*A*≪ Ω, i.e.,

**Ω**changes slowly compared to the precession of

**S**around

**Ω**. This means that the “rapidity” parameter

*x*=

*A*/Ω is very small:

*x*≪ 1 the motion is easily visualized, and Movie #1 is given in Fig. 2 to show the Bloch vector faithfully following

**Ω**, as expected. In the movie,

*x*= 1/40, so the Bloch vector precesses 40 times around

**Ω**while

**Ω**makes a full revolution. To show the precession more clearly in the movie, a slightly different initial condition was chosen in which

**Ω**is too fast for

**S**to follow. We must calculate the probability that at the end of a

*π*rotation of

**Ω**from -

**3**to +

**3**, the Bloch vector has remained aligned with -

**3**, i.e., the atom has been left in its ground state. Thus we must evaluate

*At*=

*π*, and (18) gives:

*At*=

*π*point. In the adiabatic case, as Movie #1 showed, the Bloch vector simply continues to follow. The diabatic case is more interesting. In the limit

*A*≫ Ω we may take

*AT*

_{ad}≈ 1 and retain only terms of order Ω

*T*

_{ad}or higher in (18). Then we find the extremely simple expression:

**2**is practically negligible compared to the other components, we see that the Bloch vector rotates smoothly in the

**1**–

**3**plane with full amplitude, eventually even achieving full inversion. Just as in the adiabatic limit, the rate of rotation is very slow but now the rate, 1/

*T*

_{ad}-

*A*, is slow because

*A*is large, not small:

**ω**sweeps rapidly past

**S**on every revolution, but each kick it gives to

**S**is coherent with the next kick when

**Ω**encounters

**S**again on its next revolution. Therefore, even in the extreme diabatic case, it could be said that S follows

**Ω**, if only in the sense that it “remembersΩ

**Ω**and accumulates its influence from one kick to the next.

*opposite sense*from

**Ω**, making it even harder to visualize the nature of the kick-to-kick coherence. All of this is seen in Movie #2, given in Fig. 3. The movie parameters are

*AT*

_{ad}= 1 and Ω

*T*

_{ad}= 1/3, i.e.,

*x*is greater than unity, but is still far from the extreme diabatic limit, allowing the encounters of

**S**and

**Ω**to be seen as kicks, but still permitting full inversion.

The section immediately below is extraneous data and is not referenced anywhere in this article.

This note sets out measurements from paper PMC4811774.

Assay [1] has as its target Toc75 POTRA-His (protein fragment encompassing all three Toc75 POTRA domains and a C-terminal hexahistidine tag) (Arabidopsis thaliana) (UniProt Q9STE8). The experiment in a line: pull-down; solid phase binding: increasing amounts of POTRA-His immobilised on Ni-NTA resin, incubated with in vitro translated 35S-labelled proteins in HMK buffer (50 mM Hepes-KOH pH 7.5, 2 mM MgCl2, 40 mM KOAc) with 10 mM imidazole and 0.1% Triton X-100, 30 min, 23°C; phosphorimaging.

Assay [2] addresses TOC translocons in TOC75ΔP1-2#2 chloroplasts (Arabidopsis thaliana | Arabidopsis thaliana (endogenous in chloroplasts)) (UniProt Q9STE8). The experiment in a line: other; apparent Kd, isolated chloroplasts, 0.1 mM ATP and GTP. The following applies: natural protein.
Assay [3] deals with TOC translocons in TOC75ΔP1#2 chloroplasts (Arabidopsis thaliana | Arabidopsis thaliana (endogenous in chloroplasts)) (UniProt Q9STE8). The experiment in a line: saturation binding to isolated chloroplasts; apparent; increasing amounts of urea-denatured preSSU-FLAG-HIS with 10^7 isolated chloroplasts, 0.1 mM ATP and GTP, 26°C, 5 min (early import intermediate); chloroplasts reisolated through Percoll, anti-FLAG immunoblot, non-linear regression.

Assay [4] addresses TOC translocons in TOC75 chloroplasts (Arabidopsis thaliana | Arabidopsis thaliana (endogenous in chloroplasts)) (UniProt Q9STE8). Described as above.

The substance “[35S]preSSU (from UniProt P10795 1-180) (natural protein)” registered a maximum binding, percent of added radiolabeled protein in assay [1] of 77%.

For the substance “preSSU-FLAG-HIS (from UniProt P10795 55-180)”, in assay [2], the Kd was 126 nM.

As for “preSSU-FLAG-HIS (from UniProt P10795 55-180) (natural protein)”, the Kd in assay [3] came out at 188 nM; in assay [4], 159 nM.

## Acknowledgements

## References

1. | K.-A. Suominen, “Time Dependent Two-State Models and Wave Packet Dynamics,” Univ. of Helsinki Report Series in Theoretical Physics HU-TFT-IR-92-1 (1992). |

2. | L.D. Landau, “Zur Theorie der Energieübertragung.II,” Phys. Z. Sowjet Union |

3. | C. Zener, “Non-Adiabatic Crossing of Energy Levels,” Proc. Roy. Soc. Lond. |

4. | N.F. Ramsey, |

5. | C.E. Carroll and F.T. Hioe, “Analytic solutions for three-state systems with overlapping pulses,” Phys. Rev. A |

6. | L. Allen and J.H. Eberly, |

7. | P. Güttinger, “Das Verhalten von Atomen im magnetischen Drehfeld,” Zeits. f. Phys. |

**OCIS Codes**

(020.1670) Atomic and molecular physics : Coherent optical effects

(270.1670) Quantum optics : Coherent optical effects

**ToC Category:**

Research Papers

**History**

Original Manuscript: February 25, 1999

Published: March 29, 1999

**Citation**

Denise Sawicki and J. Eberly, "Perfect following in the diabatic limit," Opt. Express **4**, 217-222 (1999)

http://www.opticsinfobase.org/oe/abstract.cfm?URI=oe-4-7-217

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### References

- K.-A. Suominen, "Time Dependent Two-State Models and Wave Packet Dynamics," Univ. of Helsinki Report Series in Theoretical Physics HU-TFT-IR-92-1 (1992).
- L.D. Landau, "Zur Theorie der Energieubertragung.II," Phys. Z. Sowjet Union 2, 46-51 (1932).
- C. Zener, "Non-Adiabatic Crossing of Energy Levels," Proc. Roy. Soc. Lond. A 137, 696-702 (1932).
- N. F. Ramsey, Molecular Beams (Oxford Univ. Press, England, 1956).
- C. E. Carroll and F. T. Hioe, "Analytic solutions for three-state systems with overlapping pulses," Phys. Rev. A 42, 1522-1531 (1990). [CrossRef] [PubMed]
- L. Allen and J.H . Eberly, Optical Resonance and Two-Level Atoms (Dover Publications, Inc., New York, 1987), Sec. 2.4.
- P. Guttinger, "Das Verhalten von Atomen im magnetischen Drehfeld," Zeits. f. Phys. 73, 169-184 (1931). [CrossRef]